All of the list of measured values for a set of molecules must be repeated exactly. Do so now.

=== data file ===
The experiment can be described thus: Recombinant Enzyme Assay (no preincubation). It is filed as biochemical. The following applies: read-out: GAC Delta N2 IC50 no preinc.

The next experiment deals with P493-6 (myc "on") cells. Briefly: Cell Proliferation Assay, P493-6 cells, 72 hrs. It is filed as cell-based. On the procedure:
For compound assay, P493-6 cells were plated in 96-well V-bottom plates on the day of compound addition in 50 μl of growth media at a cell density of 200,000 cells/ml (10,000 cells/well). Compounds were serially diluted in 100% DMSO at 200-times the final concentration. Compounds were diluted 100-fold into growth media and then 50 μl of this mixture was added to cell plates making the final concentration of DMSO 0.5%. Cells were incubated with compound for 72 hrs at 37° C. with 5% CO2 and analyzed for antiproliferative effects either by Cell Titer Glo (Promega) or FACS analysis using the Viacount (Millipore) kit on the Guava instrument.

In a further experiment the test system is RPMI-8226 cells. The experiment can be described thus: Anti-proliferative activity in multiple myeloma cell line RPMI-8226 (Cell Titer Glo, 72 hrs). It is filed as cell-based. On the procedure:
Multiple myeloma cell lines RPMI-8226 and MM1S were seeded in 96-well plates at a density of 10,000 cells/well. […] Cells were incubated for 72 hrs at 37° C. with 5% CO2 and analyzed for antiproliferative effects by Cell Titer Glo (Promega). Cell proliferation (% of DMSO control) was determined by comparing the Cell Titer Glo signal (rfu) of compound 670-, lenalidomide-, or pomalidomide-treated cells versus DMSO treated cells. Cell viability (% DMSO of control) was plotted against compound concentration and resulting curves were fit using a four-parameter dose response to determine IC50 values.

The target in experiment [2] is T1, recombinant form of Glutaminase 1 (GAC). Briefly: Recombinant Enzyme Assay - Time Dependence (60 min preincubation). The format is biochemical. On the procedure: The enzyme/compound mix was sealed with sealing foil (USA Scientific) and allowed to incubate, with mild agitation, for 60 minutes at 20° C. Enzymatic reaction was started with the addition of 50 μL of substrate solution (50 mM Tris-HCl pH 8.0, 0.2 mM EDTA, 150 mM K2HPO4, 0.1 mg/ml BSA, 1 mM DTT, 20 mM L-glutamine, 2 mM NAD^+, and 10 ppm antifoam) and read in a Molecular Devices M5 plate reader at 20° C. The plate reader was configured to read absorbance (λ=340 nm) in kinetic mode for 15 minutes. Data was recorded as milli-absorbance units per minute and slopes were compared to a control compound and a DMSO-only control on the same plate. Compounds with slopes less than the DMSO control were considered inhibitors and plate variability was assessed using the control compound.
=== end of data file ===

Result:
The experiment can be described thus: Recombinant Enzyme Assay (no preincubation). It is filed as biochemical. The following applies: read-out: GAC Delta N2 IC50 no preinc.

The next experiment deals with P493-6 (myc "on") cells. Briefly: Cell Proliferation Assay, P493-6 cells, 72 hrs. It is filed as cell-based. On the procedure:
For compound assay, P493-6 cells were plated in 96-well V-bottom plates on the day of compound addition in 50 μl of growth media at a cell density of 200,000 cells/ml (10,000 cells/well). Compounds were serially diluted in 100% DMSO at 200-times the final concentration. Compounds were diluted 100-fold into growth media and then 50 μl of this mixture was added to cell plates making the final concentration of DMSO 0.5%. Cells were incubated with compound for 72 hrs at 37° C. with 5% CO2 and analyzed for antiproliferative effects either by Cell Titer Glo (Promega) or FACS analysis using the Viacount (Millipore) kit on the Guava instrument.

In a further experiment the test system is RPMI-8226 cells. The experiment can be described thus: Anti-proliferative activity in multiple myeloma cell line RPMI-8226 (Cell Titer Glo, 72 hrs). It is filed as cell-based. On the procedure:
Multiple myeloma cell lines RPMI-8226 and MM1S were seeded in 96-well plates at a density of 10,000 cells/well. […] Cells were incubated for 72 hrs at 37° C. with 5% CO2 and analyzed for antiproliferative effects by Cell Titer Glo (Promega). Cell proliferation (% of DMSO control) was determined by comparing the Cell Titer Glo signal (rfu) of compound 670-, lenalidomide-, or pomalidomide-treated cells versus DMSO treated cells. Cell viability (% DMSO of control) was plotted against compound concentration and resulting curves were fit using a four-parameter dose response to determine IC50 values.

The target in experiment [2] is T1, recombinant form of Glutaminase 1 (GAC). Briefly: Recombinant Enzyme Assay - Time Dependence (60 min preincubation). The format is biochemical. On the procedure: The enzyme/compound mix was sealed with sealing foil (USA Scientific) and allowed to incubate, with mild agitation, for 60 minutes at 20° C. Enzymatic reaction was started with the addition of 50 μL of substrate solution (50 mM Tris-HCl pH 8.0, 0.2 mM EDTA, 150 mM K2HPO4, 0.1 mg/ml BSA, 1 mM DTT, 20 mM L-glutamine, 2 mM NAD^+, and 10 ppm antifoam) and read in a Molecular Devices M5 plate reader at 20° C. The plate reader was configured to read absorbance (λ=340 nm) in kinetic mode for 15 minutes. Data was recorded as milli-absorbance units per minute and slopes were compared to a control compound and a DMSO-only control on the same plate. Compounds with slopes less than the DMSO control were considered inhibitors and plate variability was assessed using the control compound.